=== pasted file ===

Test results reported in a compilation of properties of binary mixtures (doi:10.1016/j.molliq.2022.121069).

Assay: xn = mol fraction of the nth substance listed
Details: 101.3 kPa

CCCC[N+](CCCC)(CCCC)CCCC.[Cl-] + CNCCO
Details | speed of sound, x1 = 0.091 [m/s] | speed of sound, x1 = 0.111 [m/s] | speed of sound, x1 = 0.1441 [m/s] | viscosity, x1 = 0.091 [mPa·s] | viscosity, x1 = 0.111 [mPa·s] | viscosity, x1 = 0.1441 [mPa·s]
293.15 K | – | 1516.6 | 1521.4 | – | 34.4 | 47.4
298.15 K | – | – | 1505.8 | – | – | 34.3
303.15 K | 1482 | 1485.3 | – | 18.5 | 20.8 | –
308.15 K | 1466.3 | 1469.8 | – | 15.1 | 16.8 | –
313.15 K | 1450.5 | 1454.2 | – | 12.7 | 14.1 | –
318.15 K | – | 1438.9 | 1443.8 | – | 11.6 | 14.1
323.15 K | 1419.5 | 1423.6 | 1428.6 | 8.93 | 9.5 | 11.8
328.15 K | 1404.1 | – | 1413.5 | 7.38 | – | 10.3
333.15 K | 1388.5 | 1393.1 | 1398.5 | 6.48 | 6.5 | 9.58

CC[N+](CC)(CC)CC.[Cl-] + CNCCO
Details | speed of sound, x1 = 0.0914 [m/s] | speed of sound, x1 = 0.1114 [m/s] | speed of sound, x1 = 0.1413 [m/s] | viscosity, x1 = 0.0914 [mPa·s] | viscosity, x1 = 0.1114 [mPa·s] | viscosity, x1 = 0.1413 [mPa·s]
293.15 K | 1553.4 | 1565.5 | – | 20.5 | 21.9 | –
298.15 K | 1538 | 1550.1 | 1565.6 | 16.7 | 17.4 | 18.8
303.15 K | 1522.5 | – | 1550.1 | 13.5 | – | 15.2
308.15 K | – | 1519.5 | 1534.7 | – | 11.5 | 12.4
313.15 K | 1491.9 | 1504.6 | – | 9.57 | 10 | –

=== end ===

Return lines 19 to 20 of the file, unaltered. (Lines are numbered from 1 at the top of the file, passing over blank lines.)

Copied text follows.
303.15 K | 1522.5 | – | 1550.1 | 13.5 | – | 15.2
308.15 K | – | 1519.5 | 1534.7 | – | 11.5 | 12.4